Employers filing H-1B petitions need to be aware of the 240- day rule as it applies to filing H-1B extensions, as this rule allows employees to continue to work beyond the expiration of their authorized stay.
This rule is particularly important when an Employer is filing an H-1B extension either when premium processing is unavailable or an Employer decides not to utilize the Premium Processing service, especially given the long processing times.
USCIS has provided guidance for employers and stated that employees are authorized to continue work for the same employer for up to 240 days beyond the expiration of their current authorized stay, while their petition or pending or until USCIS makes a decision on their case, whichever is sooner.
In order to qualify for the 240- day extension an Employer needs to ensure they timely file a request for an extension. This means filing the application prior to the expiration of the employee’s current authorized stay, as determined by their most recent I-94.
Let’s take a look how the 240- day rule works in practice.
If an Employer has an employee whose current H-1B is due to expire on April 1, 2021 and that Employer files for a 3- year extension on February 1, 2021, the 240-day rule would allow the employee to work for 240 days from April 1, 2021. Because a timely filed application was submitted to USCIS, the employee is now authorized to work until November 27, 2021. If November 27, 2021 comes and the case is still not adjudicated then the employee is authorized to remain in the U.S. by virtue of having a pending application. However, the employee must immediately stop work.
In the same scenario if USCIS denies the case in say August 2021, then the employee is no longer authorized to work as the regulation states that if USCIS adjudicates the case before 240 days and denies the application the employment authorization will automatically terminate.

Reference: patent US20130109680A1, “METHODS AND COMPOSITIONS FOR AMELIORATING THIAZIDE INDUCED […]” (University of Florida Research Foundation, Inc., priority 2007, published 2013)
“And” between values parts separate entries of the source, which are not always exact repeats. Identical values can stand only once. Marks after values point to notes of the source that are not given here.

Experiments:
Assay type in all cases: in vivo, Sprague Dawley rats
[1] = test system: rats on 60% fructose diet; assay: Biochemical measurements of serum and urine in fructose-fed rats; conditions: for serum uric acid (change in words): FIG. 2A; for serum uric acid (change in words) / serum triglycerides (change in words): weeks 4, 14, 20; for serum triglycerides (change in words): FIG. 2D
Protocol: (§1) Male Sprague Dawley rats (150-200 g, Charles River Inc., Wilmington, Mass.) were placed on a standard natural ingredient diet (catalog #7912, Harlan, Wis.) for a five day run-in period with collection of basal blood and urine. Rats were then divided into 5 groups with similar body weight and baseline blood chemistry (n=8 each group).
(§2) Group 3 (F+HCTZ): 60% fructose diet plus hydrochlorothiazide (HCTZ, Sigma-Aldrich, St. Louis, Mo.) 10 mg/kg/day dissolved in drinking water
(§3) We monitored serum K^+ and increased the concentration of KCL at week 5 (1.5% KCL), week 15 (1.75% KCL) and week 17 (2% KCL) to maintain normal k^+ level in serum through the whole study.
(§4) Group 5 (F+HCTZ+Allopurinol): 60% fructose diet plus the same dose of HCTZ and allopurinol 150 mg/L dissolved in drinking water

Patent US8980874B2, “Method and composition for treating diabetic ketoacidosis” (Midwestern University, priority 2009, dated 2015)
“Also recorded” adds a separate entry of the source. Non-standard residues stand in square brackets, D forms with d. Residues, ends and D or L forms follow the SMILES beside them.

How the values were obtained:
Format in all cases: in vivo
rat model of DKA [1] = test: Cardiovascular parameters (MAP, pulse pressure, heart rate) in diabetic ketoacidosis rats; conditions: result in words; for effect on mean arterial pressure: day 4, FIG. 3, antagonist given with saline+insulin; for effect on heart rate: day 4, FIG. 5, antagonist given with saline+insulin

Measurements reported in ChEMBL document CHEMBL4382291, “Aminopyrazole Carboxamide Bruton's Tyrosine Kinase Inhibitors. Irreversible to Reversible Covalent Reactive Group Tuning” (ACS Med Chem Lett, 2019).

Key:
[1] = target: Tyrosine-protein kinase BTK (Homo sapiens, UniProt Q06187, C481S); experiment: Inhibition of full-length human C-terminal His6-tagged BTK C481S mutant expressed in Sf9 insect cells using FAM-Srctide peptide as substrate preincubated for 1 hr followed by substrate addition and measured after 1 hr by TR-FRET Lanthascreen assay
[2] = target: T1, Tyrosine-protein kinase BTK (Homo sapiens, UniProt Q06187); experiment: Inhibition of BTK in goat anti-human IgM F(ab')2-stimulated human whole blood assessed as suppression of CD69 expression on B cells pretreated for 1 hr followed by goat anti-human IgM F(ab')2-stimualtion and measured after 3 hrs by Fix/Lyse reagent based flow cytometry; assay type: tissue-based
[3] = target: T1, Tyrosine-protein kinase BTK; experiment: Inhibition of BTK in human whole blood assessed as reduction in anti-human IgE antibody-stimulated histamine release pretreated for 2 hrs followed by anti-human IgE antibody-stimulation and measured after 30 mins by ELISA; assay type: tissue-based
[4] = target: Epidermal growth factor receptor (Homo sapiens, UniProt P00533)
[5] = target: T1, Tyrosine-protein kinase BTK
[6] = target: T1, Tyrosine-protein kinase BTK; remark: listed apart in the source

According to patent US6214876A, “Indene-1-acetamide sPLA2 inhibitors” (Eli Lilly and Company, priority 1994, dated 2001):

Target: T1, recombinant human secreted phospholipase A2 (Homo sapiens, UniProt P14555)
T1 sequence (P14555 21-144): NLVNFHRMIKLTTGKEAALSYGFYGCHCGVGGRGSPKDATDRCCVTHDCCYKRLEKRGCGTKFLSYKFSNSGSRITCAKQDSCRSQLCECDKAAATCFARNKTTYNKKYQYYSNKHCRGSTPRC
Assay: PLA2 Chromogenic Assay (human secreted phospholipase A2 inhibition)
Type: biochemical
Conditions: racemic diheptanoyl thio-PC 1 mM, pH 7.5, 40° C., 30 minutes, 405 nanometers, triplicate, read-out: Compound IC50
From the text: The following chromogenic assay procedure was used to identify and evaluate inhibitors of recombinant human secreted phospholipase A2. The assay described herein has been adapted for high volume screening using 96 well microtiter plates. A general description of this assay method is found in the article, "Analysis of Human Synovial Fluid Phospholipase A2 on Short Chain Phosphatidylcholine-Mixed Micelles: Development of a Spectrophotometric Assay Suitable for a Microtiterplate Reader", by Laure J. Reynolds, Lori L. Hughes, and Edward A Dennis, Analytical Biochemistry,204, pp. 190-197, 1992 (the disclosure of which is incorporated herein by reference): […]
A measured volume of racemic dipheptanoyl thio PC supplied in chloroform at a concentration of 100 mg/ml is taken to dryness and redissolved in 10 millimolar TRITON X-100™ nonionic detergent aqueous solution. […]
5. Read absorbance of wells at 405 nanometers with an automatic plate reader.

From a practical point of view Employers are encouraged to upgrade applications to premium processing once a case has been pending for 200 days to avoid a situation where an employee has to stop work, especially given the increased delays in adjudicating these applications.
For Employers/Employees not wanting to pay the Premium processing fee, USCIS has also confirmed that Employers can submit an inquiry if a petition has been pending for more than 210 days from the date of filing, by calling USCIS to submit a service request, on the basis that the case is outside of normal processing times.
Updating the I-9
Employers are encouraged to update the I-9 by indicating “240- day extension” and then listing the date when the 240 days would end for example “240-day extension until 11/27/21.”
Change of Employer
The regulation specifically mentions employment with the same employer which means that the 240-day rule does not apply to H-1B transfers where the individual is switching to a new employer. Therefore, individuals whose Employer files an H-1B transfer can work beyond the 240 days and until such time as their case is adjudicated by USCIS.
If you have any questions related to the above rule, please do not hesitate to contact one of our Immigration Attorneys. Chris Prescott, PLG Partner can be contacted at email@example.com and Attorney Monique Mutombo can be contacted at firstname.lastname@example.org.